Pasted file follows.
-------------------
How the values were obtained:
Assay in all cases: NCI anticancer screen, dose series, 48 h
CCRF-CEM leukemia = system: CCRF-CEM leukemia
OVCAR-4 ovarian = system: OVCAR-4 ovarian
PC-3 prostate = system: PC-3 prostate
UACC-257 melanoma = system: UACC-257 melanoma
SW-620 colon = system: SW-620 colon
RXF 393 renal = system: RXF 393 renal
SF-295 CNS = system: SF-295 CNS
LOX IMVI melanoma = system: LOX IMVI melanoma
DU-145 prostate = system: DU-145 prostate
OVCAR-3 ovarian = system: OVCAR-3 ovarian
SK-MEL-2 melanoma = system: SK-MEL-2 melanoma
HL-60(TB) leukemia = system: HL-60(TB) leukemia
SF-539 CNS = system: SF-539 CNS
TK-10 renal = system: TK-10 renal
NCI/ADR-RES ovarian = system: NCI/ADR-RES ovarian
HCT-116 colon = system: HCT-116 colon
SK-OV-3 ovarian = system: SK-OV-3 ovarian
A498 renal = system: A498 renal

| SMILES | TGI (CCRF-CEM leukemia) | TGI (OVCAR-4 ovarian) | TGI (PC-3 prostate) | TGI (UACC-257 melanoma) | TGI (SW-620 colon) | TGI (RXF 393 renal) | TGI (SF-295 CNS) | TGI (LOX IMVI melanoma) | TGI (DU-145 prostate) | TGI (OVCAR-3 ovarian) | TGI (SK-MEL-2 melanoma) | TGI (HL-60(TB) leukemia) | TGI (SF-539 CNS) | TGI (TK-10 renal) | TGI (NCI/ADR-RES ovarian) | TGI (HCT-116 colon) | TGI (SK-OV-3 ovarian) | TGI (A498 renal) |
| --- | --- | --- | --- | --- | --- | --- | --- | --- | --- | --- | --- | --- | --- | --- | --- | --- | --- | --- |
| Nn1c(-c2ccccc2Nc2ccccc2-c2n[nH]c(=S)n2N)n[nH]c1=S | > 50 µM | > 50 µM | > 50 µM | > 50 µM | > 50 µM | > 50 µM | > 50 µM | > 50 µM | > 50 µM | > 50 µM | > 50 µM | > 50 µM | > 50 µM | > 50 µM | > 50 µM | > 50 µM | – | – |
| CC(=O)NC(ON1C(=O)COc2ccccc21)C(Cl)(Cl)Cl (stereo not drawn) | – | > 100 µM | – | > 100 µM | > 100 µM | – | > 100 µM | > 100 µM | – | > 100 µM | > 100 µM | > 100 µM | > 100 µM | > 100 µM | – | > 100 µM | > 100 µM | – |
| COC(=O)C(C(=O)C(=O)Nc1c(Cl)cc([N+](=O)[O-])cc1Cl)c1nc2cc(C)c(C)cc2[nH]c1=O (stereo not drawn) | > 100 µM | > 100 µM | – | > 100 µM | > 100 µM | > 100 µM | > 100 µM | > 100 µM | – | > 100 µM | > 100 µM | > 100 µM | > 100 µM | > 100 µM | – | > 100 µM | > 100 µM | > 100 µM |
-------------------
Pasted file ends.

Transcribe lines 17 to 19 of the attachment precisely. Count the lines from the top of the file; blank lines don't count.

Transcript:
NCI/ADR-RES ovarian = system: NCI/ADR-RES ovarian
HCT-116 colon = system: HCT-116 colon
SK-OV-3 ovarian = system: SK-OV-3 ovarian